Friday, August 18, 2017

Canon Powershot S95 Review

May 30, 2012 by  

This is the best low light camera I have owned. I have been taking outdoor shots for many years. As a travel companion, I could hardly ask for a more applicable, decent little camera then the Canon S95.

I actually owned a Canon S90 (previous year's model), which turned out to be my favorite camera for a time. For the curious, check out my site - scenicdesktops.com, just to see the kind of pictures I took with it.

The S95 shares everything that made the S90 such a hit, with a few very nice refinements that make it into what I consider to be a close-to-perfect compact camera.

The basics which both of these cameras share are:

1. Excellent image quality. The sensor in this little camera is roughly twice the size in area of sensors found in most compacts of similar size (meaning pocketable). Combined with a bright lens (f2.0, at it's widest - where I often use it), it produces better highlights (clouds, etc) and shadows over a wide margin then what any of my older compacts could achieve or even get close to.

2. Excellent controls. I love canon's approach. The control ring around the lens on the front is likely my favorite feature. Amazingly versitle and simple, it provides fine control over any one setting you choose, such as exposure, white balance, ISO, etc. Selecting the setting is easy, with a ring func button on top, and the control it provides is solid, with smooth operation and nice, audible clicks. A smaller, secondary control ring is placed around the directional pad on the back, which provides further control. A programmable shortcut button on the back simply serves to be assigned whatever function you wish. On the control dial at the top, a custom mode is provided which saves your exact settings to keep you from having to reset everything after turning it off.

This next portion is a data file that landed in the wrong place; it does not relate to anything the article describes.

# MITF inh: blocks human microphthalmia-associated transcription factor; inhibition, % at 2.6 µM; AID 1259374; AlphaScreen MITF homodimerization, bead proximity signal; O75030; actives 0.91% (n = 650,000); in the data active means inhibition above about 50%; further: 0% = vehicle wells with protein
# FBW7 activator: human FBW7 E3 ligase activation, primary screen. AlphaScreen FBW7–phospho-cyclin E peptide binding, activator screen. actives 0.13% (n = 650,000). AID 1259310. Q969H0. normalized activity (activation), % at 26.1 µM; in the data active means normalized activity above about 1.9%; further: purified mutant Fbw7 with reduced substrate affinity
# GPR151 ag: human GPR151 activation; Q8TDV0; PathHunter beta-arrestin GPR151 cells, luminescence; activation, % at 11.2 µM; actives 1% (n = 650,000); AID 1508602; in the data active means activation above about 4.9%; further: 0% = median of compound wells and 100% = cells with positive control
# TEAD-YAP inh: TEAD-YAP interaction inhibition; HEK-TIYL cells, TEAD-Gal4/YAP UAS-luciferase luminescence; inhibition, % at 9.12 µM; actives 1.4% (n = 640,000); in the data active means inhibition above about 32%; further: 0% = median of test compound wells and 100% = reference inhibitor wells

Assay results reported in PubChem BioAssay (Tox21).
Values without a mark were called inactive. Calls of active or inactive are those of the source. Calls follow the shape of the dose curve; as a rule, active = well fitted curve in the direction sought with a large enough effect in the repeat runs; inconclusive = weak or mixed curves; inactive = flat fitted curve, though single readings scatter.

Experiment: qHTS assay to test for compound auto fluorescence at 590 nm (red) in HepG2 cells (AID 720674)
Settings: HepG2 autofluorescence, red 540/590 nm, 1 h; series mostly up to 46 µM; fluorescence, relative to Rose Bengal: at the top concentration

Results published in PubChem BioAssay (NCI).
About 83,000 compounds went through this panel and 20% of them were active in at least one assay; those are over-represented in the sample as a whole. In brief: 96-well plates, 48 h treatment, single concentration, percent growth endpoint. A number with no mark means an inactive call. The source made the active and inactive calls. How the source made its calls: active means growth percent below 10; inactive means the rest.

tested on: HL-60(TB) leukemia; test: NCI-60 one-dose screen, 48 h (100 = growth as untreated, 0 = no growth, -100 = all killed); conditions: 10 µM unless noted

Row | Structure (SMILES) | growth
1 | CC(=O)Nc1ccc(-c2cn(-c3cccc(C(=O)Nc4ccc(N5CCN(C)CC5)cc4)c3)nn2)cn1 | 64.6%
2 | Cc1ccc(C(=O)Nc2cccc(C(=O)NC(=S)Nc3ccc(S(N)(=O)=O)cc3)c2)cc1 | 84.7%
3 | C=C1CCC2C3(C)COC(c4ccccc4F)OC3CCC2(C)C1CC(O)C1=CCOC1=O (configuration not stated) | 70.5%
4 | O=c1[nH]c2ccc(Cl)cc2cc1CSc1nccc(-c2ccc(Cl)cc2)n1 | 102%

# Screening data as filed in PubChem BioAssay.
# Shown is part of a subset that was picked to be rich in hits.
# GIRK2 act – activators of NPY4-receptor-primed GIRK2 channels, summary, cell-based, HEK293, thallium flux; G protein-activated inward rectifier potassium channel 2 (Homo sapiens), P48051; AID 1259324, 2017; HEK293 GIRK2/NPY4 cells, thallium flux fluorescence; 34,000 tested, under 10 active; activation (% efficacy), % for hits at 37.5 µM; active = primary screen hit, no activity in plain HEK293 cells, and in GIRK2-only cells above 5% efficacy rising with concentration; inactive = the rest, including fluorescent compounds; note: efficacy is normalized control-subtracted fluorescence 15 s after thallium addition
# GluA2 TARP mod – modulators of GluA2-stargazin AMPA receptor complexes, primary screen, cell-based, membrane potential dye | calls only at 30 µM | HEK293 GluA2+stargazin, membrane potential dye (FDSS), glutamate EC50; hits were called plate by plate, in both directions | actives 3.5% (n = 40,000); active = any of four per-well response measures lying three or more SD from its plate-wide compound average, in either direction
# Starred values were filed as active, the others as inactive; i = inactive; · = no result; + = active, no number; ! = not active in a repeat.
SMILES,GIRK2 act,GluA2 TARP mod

3. Nice menus. The quick menu (where most of the commonly accessed settings are) is nice, 2-dimensional simplicity, with clear, distinct options, and a layout you won't get lost in. The main "menu-menu", while more traditional, is also clean, and thankfully not riddled with numerous nested menus.

4. Truly compact. The main competitors from Panasonic and Olympus, while noteworthy and with comparable specs, simply do not quite fall into the 'pocketable' realm, with their lenses and other features protruding out enough to disqualify each, imo. The S95 really is a pocketable camera, no doubt about it, and with credible specs to boot.

Additionally, the S95 improves and adds upon an already excellent package:

1. Improves the rear control dial. The S90's dial was loose and spun freely, whereas the S95 features 'clicks' which prevent accidental movement.
2. The S90 had a slippery metal body; the S95 features a surface which is tackier and easier to hold.
3. The S95 now offers 720p HD video; the S90 did not.
4. The S95 now offers stereo sound with left and right michrophones. Even high end cameras generally lack this.
5. The S90 only offered a single lanyard-link on the side; the S95 offers two, both at the top corners. This allows for a neck lanyard if desired.
6. New modes such as HDR, as well as a greater range of options for the customizable buttons/rings.
7. The S95 is slimmer then the S90 by a notable amount.

With that said, it's not a camera that can 'do everything' - mostly because it is a compact, after all. It doesn't feature the huge sensors of large cameras that allow selective focus several feet away (for portraits, etc), or hot shoe mounts, pivoting screens, etc. None of these really belong on a compact. There are a couple minor nitpicks that I can point out. You can't control what the rear control dial does, for example - it defaults to whatever mode your in. You also loose most manual control when in a scene mode. I don't find these to be glaring or problematic, others may.

As a side note, a company called Lensmate (no affiliation, promise!) provides worthwhile S90 / S95 accessories, such as a tiny 37mm filter holder that can attach to the front (I use a polarizer), as well as a small attachable grip that I think works perfectly, without compromising pocketability.

Considering I would have given the excellent S90 a 5 star rating, the S95 gets this and then some. For someone who likes to travel, hike, and shoot with focus across the frame, this camera is one of those rare items that feels someone must have made just for me.

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